A conscious mind is no different because it thinks, speaks, and provides an emotional attachment. If anything, you should be outraged at the very notion of “two originals” since it is total betrayal of any concept of individual identity. Don’t be assimilated. The person who is reading this article is READING (i.e., the experience of reading) this article — having an experience attached to their particular mind and body, sensing, perceiving, and thinking from their reality. A CONSCIOUSNESS (that’s a NOUN and an incomplete sentence). They are not experiencing “reading this article” from my perspective or from the person sitting next to them or from the perspective of Ben Browder and whether this experience is delivered via physical or metaphysical phenomenon is irrelevant.

A being, a soul, a mind, a consciousness — is having the experience of reading this article — call it what you will. Would you call the Borden twins in The Prestige the “same person (as it is strongly implied that Borden used Tesla’s machine)?” And are we to actually accept the premise that Angier is not a monster because he’s only killing himself every time he uses Tesla’s machine – though in fact he’s killing a new (and now unique) human being every time.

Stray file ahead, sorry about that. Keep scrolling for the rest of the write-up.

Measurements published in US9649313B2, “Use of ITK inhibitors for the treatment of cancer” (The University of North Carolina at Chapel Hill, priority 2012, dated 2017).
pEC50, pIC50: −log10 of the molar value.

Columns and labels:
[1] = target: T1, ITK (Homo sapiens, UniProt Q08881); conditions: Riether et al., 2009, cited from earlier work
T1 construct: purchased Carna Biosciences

I found this comment on a related YouTube video (Spartan043):

“A copy is a copy. Even an identical one would still be a different person. I believe that if you immediately replace all the matter in the human body, or upload a mind/copy a person and destroy the original, you disrupt the neuronal gestalt that makes up the human consciousness. [author's note: the rest of this comment is not relevant to this discussion, but a valid observation.] Perhaps if you slowly replaced the cells in the body with nanomachines that adopted the exact same structure as the cells they were replacing, you could attain immortality and keep your consciousness intact. Perhaps.”